The Atmospheric Chemistry and Climate Laboratory (ACCL) lead by USF Professor of Atmospheric Chemistry and Climate, Dr. Yasin Elshorbany is currently engaged in several interdisciplinary projects funded by the National Science Foundation (NSF) and the Pandemic Response Research Network (PRRN).
The NSF project has a total budget of about $1 million focuses on investigating the nitrous acid (HONO) formation mechanism and atmospheric oxidizing capacity in the marine boundary layer in Bermuda and their climate impacts.
“Nitrous acid is a major source of OH radicals, the main oxidizing species in the atmosphere,” said Dr. Elshorbany. “We believe that HONO can be formed from the photolysis of nitrates on sea salt aerosol particles in the marine boundary layer, which makes 70% of the earth’s surface.”
While this study is a collaboration with the University of New York at Albany, USF’s role in the project includes measurements and analysis of volatile organic compounds (VOCs) in the atmosphere and multi-scale modeling of the atmospheric oxidation capacity using the new proposed HONO re-noxification mechanism.
This reaction mechanism, when verified, will have significant consequences regarding the global atmospheric oxidation capacity and the lifetime of greenhouse gasses in the atmosphere.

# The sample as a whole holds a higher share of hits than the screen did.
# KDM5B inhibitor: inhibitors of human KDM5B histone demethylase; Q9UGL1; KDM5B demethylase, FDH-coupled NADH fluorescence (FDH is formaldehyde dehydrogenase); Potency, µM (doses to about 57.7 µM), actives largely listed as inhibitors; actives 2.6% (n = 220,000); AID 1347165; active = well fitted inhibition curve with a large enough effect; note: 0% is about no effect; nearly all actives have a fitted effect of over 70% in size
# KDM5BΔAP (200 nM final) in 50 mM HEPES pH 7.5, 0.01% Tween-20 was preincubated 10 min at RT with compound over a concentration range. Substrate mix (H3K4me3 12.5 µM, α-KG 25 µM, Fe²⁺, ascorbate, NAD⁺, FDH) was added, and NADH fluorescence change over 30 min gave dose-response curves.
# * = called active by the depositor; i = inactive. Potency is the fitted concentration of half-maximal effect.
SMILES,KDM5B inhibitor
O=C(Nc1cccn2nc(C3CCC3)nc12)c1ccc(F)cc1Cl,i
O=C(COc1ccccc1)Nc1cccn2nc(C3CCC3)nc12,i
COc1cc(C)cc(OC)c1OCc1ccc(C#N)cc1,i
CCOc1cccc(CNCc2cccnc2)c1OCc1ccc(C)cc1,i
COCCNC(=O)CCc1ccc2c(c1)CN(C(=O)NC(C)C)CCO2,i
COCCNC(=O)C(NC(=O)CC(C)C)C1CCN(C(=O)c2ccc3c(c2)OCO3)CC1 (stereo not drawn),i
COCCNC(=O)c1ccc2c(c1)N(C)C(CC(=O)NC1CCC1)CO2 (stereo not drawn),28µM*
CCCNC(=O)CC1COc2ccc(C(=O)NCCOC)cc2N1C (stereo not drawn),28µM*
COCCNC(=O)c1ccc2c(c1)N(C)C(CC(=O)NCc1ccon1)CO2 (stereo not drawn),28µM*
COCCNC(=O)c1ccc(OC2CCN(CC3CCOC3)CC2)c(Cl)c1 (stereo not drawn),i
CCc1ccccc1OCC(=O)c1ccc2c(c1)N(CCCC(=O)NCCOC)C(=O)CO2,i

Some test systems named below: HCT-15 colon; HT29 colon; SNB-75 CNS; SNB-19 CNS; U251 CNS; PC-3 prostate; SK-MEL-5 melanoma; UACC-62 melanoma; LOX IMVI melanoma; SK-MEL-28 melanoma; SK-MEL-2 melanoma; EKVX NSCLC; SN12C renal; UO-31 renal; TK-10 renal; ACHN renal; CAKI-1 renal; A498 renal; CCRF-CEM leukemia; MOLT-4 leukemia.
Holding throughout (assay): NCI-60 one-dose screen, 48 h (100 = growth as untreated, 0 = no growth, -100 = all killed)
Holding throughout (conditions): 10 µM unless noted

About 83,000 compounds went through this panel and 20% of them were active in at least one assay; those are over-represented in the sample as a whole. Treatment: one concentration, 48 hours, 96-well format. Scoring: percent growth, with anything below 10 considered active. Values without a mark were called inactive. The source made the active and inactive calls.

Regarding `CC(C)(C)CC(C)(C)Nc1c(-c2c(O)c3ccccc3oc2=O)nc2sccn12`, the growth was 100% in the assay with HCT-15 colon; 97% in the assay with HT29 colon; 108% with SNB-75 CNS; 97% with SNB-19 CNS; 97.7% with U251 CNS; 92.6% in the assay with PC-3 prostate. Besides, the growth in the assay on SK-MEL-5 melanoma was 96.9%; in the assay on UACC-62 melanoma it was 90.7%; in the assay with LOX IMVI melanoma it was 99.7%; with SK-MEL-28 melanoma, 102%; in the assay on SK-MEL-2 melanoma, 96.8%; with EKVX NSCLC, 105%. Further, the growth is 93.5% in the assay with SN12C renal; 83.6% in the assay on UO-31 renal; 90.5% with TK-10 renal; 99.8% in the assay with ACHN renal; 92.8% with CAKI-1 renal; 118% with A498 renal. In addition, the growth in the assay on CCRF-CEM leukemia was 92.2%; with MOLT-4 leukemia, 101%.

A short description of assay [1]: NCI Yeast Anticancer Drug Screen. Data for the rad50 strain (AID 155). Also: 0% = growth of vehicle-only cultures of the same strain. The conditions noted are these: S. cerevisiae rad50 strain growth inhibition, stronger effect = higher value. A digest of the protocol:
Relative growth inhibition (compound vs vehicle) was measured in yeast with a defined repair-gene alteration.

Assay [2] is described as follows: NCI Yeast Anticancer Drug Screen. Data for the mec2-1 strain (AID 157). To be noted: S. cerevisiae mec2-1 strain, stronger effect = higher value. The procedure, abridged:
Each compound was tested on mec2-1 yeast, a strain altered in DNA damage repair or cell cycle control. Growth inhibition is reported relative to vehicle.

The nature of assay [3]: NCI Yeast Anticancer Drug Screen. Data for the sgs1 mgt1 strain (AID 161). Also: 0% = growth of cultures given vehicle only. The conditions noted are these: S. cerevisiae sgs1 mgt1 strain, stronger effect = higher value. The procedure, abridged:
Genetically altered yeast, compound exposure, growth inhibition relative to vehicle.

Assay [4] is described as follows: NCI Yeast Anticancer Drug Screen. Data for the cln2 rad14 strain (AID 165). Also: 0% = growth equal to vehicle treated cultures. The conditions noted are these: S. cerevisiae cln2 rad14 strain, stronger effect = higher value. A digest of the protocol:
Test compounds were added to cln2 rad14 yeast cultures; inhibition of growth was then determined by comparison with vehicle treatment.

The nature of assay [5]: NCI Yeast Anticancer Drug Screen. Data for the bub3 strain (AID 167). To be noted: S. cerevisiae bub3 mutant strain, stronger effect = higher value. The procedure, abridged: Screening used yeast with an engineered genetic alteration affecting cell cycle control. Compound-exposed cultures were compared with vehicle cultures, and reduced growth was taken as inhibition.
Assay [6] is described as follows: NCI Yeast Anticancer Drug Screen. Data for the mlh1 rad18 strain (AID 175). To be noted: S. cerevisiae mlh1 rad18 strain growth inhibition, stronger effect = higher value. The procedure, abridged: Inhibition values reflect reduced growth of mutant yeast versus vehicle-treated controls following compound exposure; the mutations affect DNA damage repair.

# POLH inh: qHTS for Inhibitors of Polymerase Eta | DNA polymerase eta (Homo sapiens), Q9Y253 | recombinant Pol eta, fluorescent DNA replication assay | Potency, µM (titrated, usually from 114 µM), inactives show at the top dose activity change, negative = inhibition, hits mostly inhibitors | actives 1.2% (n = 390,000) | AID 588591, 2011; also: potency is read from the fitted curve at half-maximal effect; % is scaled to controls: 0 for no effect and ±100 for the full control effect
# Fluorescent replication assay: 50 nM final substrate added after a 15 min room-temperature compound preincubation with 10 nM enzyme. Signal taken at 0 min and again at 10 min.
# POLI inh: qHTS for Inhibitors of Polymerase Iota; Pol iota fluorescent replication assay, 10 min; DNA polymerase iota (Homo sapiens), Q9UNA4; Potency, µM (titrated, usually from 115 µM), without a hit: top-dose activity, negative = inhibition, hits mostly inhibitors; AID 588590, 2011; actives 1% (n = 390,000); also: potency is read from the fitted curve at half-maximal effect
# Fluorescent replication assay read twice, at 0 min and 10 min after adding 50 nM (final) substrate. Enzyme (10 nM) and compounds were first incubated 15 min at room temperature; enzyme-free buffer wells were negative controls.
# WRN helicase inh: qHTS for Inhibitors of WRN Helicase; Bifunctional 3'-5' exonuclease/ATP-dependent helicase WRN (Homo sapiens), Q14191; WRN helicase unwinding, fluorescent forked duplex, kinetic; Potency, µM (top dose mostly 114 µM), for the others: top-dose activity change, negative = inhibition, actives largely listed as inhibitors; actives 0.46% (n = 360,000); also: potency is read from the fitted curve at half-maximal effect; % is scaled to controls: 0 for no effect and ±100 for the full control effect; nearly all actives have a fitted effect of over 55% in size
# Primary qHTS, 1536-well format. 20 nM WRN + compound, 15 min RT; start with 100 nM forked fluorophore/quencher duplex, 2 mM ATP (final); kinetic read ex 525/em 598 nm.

“We expect the results of this research to be available in 2021”, says Dr. Elshorbany.
After some delay caused by the ACCL’s focus on addressing COVID-19 related impacts on air quality that Dr. Elshorbany is currently leading, the research team will work on analyzing the Bermuda field measurement data and the model simulations.
Other work being conducted in the ACCL:
- Dr. Elshorbany has also been recently awarded a grant to investigate the relationships
between air quality, health outcomes, and socioeconomic impacts of the COVID-19 pandemic
in Florida from the USF COVID-19 Rapid Response Research Grants. The interdisciplinary
team includes climate scientists, social scientists and community partners. The completion
and results of this research are set to be available by mid-2021.
- In addition to helping with the current projects, undergraduate students in the ACCL
will be also investigating the spread of COVID-19 virus in high aerosol spots in the
U.S. using remote sensing measurements and data from the John Hopkins University.
- Dr. Elshorbany is the editor of the Journal of Remote Sensing’s special issue on “The Future of Air Quality Monitoring by Remote Sensing".
- Dr. Elshorbany is also leading the Ozone Precursors working group within the Tropospheric
Ozone Assessment Report (TOAR-II).
- Dr. Elshorbany regularly organizes several sessions at the annual American Geophysical Union meeting since several years.